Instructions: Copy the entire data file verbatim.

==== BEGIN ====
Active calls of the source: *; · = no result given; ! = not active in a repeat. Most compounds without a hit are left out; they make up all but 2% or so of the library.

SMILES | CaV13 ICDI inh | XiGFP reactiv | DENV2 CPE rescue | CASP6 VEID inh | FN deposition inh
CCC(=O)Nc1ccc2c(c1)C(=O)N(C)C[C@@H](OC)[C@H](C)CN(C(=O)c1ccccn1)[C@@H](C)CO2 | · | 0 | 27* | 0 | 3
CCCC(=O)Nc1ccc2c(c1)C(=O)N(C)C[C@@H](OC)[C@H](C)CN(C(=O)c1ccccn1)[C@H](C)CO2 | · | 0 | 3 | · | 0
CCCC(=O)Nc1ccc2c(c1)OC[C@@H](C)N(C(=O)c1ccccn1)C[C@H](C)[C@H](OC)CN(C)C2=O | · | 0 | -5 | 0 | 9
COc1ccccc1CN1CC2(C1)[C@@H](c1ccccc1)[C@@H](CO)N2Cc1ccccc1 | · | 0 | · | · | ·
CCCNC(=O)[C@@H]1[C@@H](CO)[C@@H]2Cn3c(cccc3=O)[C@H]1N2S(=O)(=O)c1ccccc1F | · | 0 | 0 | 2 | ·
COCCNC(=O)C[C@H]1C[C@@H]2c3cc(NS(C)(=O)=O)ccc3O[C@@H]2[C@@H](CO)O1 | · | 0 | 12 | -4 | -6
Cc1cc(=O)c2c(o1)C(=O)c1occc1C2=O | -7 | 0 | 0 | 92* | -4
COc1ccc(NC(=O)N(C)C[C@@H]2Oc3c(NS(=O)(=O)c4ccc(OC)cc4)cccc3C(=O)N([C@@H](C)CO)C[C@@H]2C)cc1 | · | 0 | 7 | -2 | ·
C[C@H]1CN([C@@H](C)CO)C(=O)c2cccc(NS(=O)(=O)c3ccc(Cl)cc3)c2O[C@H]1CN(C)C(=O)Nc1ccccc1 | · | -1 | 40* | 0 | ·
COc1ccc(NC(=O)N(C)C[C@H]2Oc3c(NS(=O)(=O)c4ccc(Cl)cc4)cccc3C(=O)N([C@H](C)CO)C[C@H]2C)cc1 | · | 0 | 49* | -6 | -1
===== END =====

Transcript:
Active calls of the source: *; · = no result given; ! = not active in a repeat. Most compounds without a hit are left out; they make up all but 2% or so of the library.

SMILES | CaV13 ICDI inh | XiGFP reactiv | DENV2 CPE rescue | CASP6 VEID inh | FN deposition inh
CCC(=O)Nc1ccc2c(c1)C(=O)N(C)C[C@@H](OC)[C@H](C)CN(C(=O)c1ccccn1)[C@@H](C)CO2 | · | 0 | 27* | 0 | 3
CCCC(=O)Nc1ccc2c(c1)C(=O)N(C)C[C@@H](OC)[C@H](C)CN(C(=O)c1ccccn1)[C@H](C)CO2 | · | 0 | 3 | · | 0
CCCC(=O)Nc1ccc2c(c1)OC[C@@H](C)N(C(=O)c1ccccn1)C[C@H](C)[C@H](OC)CN(C)C2=O | · | 0 | -5 | 0 | 9
COc1ccccc1CN1CC2(C1)[C@@H](c1ccccc1)[C@@H](CO)N2Cc1ccccc1 | · | 0 | · | · | ·
CCCNC(=O)[C@@H]1[C@@H](CO)[C@@H]2Cn3c(cccc3=O)[C@H]1N2S(=O)(=O)c1ccccc1F | · | 0 | 0 | 2 | ·
COCCNC(=O)C[C@H]1C[C@@H]2c3cc(NS(C)(=O)=O)ccc3O[C@@H]2[C@@H](CO)O1 | · | 0 | 12 | -4 | -6
Cc1cc(=O)c2c(o1)C(=O)c1occc1C2=O | -7 | 0 | 0 | 92* | -4
COc1ccc(NC(=O)N(C)C[C@@H]2Oc3c(NS(=O)(=O)c4ccc(OC)cc4)cccc3C(=O)N([C@@H](C)CO)C[C@@H]2C)cc1 | · | 0 | 7 | -2 | ·
C[C@H]1CN([C@@H](C)CO)C(=O)c2cccc(NS(=O)(=O)c3ccc(Cl)cc3)c2O[C@H]1CN(C)C(=O)Nc1ccccc1 | · | -1 | 40* | 0 | ·
COc1ccc(NC(=O)N(C)C[C@H]2Oc3c(NS(=O)(=O)c4ccc(Cl)cc4)cccc3C(=O)N([C@H](C)CO)C[C@H]2C)cc1 | · | 0 | 49* | -6 | -1